to describe this phenomenon in more detail. According to Golder and Huberman
(2006), tagging is essentially about sense making. They define sense making as
“the process in which information is categorized (enacted) and labeled, through
which meaning emerges”. Tagging can be used in multiple ways, for instance,
to identify what or whom a piece of information is about, to identify what it
is (an article or a book), to identify who owns it (for instance, tag links as
mycomments), to refine categories, to identify qualities or characteristics (for
instance, excellent or bad), as self reference or to organize tasks (for instance,
toread) (Golder and Huberman, 2006).
Tagging has both advantages as well as disadvantages. An important ad-
vantage is described in the previous subparagraph: tagging is flexible, which
implies that you can define your own use of the system. This is also a major
drawback. For instance, there are no conventions, which means that every ser-
vice implements its own approach to the concept. Some services require you to
separate tags with commas, others with spaces, some offer multiple word tags,
others let you combine tags by underscores. This could be confusing. Other
problems lie in the use of synonyms and homonyms and singular and plural
terms (for instance, see Golder and Huberman, 2006; Guy and Tonkin, 2006).
So far, the main characteristics of Social software and three services that
can be classified as social software were introduced. Before that, the concepts
of communities of practice and social learning theory were introduced. The next
section continues with the thought that social software and social learning theory
contain certain similarities, which makes it interesting to study the relation
between both concepts.

3.3 Relation between social software and learn-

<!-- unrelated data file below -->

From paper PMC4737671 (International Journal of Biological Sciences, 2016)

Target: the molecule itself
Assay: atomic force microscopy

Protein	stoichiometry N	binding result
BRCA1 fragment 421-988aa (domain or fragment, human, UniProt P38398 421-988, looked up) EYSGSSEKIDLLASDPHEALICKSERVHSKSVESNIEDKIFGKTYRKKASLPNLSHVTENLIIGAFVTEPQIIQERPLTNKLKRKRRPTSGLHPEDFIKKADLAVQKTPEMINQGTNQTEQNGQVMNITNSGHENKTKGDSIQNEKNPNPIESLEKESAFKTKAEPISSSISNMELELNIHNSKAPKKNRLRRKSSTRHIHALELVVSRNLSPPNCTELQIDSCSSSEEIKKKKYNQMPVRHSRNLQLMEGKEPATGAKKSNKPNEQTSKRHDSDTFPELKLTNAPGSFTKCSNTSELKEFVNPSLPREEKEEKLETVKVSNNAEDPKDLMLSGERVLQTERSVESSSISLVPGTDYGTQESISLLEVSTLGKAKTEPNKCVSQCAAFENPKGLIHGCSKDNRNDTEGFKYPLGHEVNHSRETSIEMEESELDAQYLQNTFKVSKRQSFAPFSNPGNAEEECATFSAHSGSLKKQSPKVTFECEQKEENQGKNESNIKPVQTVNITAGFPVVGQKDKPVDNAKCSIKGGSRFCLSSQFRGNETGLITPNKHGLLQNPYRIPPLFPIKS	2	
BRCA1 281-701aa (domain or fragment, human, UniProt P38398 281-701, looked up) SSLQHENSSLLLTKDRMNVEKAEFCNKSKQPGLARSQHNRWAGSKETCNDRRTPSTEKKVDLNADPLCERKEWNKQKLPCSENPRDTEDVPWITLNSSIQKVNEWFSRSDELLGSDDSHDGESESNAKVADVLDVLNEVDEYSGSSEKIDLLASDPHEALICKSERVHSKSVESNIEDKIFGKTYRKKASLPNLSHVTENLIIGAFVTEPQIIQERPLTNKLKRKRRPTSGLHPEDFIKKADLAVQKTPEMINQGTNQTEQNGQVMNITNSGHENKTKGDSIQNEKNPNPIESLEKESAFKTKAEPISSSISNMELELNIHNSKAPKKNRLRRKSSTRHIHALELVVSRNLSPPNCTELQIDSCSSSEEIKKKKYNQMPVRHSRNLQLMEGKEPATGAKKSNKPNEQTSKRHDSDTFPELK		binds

ing in practice
Considering the social learning theory and social software, it is obvious that
there are a few important similarities between the two concepts. For instance,
both are centred on people and require active participation and engagement
to succeed. Next, both are often centred on a shared interest. Considering

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the duality of participation and reification, social software offers facilities for
participation (for instance, in the form of user contribution) as well as reification
(for instance, in the form of stored stories). Next, as Wenger et al. (2005) argue,
the success of technology depends on whether the focus lies on the community.
Social software, in essence, is entirely focused on communities.
Also, considering the requirements of technology described in §2.7 (p.20),
it can be argued that social software can offer many of the functionalities and
can apply to many of the tensions described. For instance, social software can
function as a conversation space as well as a document repository. It can deal
with the tension of sharing knowledge on the one hand, and the need to create
a repository on the other hand. It also offers more practical functionalities like
search engines and facilities for question and answering.
Because of these similarities, it is interesting to study whether social software
can support cops, and more specifically, the process of learning in practice that